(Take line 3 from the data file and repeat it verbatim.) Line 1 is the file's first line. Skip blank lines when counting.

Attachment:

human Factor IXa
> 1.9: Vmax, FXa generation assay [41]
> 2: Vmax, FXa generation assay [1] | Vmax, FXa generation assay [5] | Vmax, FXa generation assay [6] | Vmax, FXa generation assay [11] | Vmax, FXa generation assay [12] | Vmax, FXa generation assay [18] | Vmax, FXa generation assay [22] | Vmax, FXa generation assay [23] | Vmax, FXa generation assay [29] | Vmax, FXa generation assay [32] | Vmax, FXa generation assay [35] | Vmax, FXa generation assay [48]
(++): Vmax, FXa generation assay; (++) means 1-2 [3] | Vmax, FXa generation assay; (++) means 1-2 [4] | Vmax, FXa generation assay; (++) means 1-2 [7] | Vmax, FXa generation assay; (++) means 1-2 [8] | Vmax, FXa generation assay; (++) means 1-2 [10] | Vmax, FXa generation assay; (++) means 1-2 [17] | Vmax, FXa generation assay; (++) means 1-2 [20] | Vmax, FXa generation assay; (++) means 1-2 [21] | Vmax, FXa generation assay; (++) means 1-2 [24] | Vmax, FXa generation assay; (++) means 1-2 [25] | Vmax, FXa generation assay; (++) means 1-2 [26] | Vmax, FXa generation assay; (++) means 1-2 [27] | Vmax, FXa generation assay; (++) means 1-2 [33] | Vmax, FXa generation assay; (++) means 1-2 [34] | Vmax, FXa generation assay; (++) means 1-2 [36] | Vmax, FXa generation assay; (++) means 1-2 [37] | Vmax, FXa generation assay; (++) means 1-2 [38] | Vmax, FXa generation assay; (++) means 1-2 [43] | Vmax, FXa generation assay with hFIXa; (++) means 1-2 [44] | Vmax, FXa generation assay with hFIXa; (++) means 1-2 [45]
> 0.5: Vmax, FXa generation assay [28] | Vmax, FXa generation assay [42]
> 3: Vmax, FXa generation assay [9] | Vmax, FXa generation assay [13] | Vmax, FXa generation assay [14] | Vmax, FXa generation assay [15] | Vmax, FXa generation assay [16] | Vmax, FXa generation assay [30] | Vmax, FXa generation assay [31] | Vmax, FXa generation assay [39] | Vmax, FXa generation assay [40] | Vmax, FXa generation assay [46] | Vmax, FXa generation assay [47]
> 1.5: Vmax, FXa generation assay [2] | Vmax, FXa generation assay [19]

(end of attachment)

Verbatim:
> 2: Vmax, FXa generation assay [1] | Vmax, FXa generation assay [5] | Vmax, FXa generation assay [6] | Vmax, FXa generation assay [11] | Vmax, FXa generation assay [12] | Vmax, FXa generation assay [18] | Vmax, FXa generation assay [22] | Vmax, FXa generation assay [23] | Vmax, FXa generation assay [29] | Vmax, FXa generation assay [32] | Vmax, FXa generation assay [35] | Vmax, FXa generation assay [48]